“Everyone respected Marley Petersen Sr. for his business savvy and is grateful for the opportunities he made available to them,” said Tim. “When Marley Jr. stepped up to lead the business, the employees demonstrated commitment to the company’s continuing success, and they’ve been rewarded in turn by ownership’s commitment to the firm.”
Precision began manufacturing pallets in 1964. At the time it used FMC nailing machines as it filled military contracts for pallets during the war in Viet Nam. At the company’s peak, it employed 100 people and produced 80,000 pallets a month for the military in addition to pallets for regular customers.
When the war ended, business with the military shriveled up. Precision’s management team learned a lesson that still informs the company’s approach to doing business, according to Tim.
“Having a major customer can be great,” he said, “but when they are lost, it can be devastating.” Today the company goes to lengths to ensure that no single customer comprises more than 20% of its business.
Three Leg Approach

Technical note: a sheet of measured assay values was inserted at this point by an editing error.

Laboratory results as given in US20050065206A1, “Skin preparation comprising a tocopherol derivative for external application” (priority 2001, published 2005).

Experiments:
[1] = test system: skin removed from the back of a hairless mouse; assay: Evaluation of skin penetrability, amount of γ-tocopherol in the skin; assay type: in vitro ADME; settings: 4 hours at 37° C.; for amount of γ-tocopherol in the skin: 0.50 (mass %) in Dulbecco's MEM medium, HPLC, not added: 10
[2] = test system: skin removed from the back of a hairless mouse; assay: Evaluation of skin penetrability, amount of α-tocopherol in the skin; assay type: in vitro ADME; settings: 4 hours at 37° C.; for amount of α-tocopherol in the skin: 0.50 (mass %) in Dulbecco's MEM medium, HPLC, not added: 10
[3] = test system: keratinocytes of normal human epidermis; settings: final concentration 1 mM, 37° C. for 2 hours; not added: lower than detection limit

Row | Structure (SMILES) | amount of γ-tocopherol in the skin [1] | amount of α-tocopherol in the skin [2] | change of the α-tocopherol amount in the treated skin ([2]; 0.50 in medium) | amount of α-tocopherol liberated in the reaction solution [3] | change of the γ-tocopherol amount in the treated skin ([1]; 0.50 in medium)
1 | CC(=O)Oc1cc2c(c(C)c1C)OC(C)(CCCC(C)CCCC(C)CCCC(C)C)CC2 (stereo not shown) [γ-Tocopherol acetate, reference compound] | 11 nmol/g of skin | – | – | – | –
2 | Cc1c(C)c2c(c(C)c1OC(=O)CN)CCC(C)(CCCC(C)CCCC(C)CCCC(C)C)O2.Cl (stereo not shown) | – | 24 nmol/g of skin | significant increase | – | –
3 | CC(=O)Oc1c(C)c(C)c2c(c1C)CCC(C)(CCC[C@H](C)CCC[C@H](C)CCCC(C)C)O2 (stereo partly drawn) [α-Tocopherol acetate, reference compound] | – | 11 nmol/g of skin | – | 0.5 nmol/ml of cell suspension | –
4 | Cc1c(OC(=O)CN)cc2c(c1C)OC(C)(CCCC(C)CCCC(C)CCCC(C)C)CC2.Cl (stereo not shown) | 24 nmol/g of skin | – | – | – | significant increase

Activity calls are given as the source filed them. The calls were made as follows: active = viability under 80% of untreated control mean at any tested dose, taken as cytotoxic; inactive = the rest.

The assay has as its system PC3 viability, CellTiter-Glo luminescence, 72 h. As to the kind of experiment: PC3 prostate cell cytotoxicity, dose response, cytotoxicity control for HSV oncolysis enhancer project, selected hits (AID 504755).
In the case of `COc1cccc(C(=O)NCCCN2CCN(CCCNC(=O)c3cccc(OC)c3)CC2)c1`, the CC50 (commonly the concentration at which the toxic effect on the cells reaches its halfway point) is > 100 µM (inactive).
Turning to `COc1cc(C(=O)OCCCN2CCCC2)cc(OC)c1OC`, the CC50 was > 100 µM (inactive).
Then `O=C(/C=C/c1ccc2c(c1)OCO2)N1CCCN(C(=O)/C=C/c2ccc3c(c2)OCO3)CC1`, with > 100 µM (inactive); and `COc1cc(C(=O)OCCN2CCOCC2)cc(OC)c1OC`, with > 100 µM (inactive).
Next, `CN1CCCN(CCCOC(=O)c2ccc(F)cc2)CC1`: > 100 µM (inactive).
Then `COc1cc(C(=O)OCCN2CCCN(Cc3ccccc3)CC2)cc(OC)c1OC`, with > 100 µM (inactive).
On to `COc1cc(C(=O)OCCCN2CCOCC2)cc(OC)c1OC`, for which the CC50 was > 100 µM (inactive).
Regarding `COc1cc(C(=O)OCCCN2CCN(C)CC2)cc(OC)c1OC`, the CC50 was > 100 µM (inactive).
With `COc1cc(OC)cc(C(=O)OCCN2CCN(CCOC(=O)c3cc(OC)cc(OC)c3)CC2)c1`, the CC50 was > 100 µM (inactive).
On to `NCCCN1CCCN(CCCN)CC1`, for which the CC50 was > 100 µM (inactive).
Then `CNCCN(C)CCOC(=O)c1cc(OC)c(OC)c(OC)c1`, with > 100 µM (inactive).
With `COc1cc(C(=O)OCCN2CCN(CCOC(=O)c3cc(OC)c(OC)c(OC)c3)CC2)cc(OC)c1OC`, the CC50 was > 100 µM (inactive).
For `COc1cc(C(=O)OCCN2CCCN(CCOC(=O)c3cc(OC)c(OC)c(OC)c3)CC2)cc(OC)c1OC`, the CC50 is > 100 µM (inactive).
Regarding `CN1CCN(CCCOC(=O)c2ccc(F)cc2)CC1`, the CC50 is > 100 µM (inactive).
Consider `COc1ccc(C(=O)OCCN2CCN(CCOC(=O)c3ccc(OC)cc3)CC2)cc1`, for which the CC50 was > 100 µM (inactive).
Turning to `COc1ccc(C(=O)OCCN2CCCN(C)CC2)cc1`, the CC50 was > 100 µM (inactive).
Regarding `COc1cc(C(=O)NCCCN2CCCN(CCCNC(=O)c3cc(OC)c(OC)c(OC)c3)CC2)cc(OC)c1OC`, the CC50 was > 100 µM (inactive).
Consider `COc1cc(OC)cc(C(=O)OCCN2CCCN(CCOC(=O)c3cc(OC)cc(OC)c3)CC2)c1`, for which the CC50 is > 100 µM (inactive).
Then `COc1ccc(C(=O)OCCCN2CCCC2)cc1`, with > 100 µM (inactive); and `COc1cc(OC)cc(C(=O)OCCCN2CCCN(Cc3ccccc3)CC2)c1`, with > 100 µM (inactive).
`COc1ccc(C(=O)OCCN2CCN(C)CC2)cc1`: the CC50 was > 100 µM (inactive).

Precision has been successful because it focuses on three things, said Tim: customer service, balancing equipment and financial risk, and rewarding loyal employees.
The Precision staff makes weekly calls to customers to check on their inventory of pallets. This helps minimize rush orders. It also gives Precision advance notice if a customer decides to buy pallets from another supplier.
“Even when that happens,” Tim explained, “we want to stay in touch. We assure the customer we are here for the long run and are ready and willing to serve them again if their new arrangement does not work well.”
Competition is part of the business in the pallet industry, Tim acknowledged. There is a certain ebb and flow as customers occasionally move between different pallet suppliers.
“It is just part of the industry to lose customers to other manufacturers,” he said. “Some manufacturers cut corners on materials, hire illegal immigrants and pay low wages. We don’t, so sometimes we might seem to be at a competitive disadvantage. We’re not willing to give pallets away just to get customers. When a customer does decide to change, it is our goal to part on good terms, assuring them we will be here if they need us in the future.”